ST. LOUIS -- Tennessee coach Bruce Pearl calls the play "For," as in "for" the win.
With 1.6 seconds left on the clock Sunday afternoon in the Midwest Regional final, the Vols trailing Michigan State by a single point and 94 feet from the goal, it was the only play left in his little bag of tricks.
"We had not run it all year," Pearl said. "It's a play that usually takes about two and a half seconds. It's actually a play to get the ball to J.P., and then he's got he opportunity to either throw it or get it up there one more time."
In two and a half seconds a player with Prince's 6-7 frame and blazing speed can probably cover 20 or more feet and still launch a shot.
But even the confident Prince knew this would be difficult. Especially against a well-coached team such as State, which was attempting to reach its sixth Final Four in 12 years under coach Tom Izzo.
"It's tough," he said. "One second you're trying to get the ball, you want to shoot it perfect but you have to rush."
Nevertheless, it was a shot, the last shot the Vols would have to reach the first Final Four in school history. So Pearl directed senior forward Wayne Chism to throw the ball to fellow senior Prince around halfcourt of the Edward Jones Dome, hopeful he could toss in a miracle.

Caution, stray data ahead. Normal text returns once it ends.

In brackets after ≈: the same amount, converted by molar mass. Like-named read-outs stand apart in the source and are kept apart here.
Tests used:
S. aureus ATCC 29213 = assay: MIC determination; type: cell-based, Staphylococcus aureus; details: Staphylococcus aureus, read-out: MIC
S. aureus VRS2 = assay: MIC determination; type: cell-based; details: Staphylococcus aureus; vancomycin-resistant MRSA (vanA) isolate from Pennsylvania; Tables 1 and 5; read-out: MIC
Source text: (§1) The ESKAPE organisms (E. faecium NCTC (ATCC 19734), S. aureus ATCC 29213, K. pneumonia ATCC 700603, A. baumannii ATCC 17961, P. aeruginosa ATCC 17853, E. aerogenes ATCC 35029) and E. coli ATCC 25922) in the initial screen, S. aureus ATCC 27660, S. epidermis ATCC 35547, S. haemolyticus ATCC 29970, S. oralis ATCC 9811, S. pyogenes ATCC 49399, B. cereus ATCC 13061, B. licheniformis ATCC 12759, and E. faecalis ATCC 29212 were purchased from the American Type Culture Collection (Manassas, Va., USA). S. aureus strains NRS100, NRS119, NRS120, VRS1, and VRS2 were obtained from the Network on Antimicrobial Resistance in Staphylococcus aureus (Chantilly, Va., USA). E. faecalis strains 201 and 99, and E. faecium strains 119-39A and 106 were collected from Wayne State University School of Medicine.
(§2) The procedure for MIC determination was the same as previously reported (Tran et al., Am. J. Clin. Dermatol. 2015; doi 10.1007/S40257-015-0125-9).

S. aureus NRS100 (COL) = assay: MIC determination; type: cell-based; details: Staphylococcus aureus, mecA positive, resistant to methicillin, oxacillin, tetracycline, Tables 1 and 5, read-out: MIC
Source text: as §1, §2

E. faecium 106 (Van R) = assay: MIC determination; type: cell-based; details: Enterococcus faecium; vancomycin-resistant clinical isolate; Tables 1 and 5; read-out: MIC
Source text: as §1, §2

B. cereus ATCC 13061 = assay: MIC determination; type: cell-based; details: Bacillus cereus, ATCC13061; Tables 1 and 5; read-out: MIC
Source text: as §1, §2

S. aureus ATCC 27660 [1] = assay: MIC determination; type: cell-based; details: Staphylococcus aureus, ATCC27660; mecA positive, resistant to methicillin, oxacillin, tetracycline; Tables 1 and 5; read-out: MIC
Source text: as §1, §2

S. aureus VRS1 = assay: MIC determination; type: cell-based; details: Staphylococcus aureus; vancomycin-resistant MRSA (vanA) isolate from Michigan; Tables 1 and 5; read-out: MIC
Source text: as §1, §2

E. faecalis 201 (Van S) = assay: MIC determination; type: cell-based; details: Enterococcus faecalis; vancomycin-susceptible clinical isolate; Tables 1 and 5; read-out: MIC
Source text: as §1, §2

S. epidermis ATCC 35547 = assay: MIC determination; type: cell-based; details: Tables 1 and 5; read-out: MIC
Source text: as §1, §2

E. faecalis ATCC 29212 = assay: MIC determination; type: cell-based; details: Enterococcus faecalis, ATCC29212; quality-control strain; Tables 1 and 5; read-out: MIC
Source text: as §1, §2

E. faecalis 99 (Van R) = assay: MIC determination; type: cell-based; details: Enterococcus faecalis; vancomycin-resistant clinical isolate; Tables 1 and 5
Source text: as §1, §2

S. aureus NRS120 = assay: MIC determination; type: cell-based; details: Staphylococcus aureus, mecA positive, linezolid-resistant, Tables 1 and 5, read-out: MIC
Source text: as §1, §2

Of course, while Pearl was attempting to create magic, Izzo was hoping to avoid misery.
"He told us two or three things," said State forward Draymond Green. "First, don't get beat long. Second, stay in front of your man and keep your hands up. Third, don't foul. Especially don't foul."
The ball soon handed to Chism, he fired a perfect strike to Prince just behind midcourt along the left sideline. He took two quick dribbles and launched a 45-foot heave. It never reached the rim, an airball to let the air out of the most incredible Big Orange NCAA run ever.
"As soon as he shot it I knew it was short," said Green. "I started jumping up and down right away."
Said Pearl a few minutes after the 70-69 loss became official, "If it was a little more time we would have run something else. But J.P. got to halfcourt with a decent look."
Added Prince, his voice soft, "You don't want it to come down to a half-court shot; you're just hoping for a prayer with that."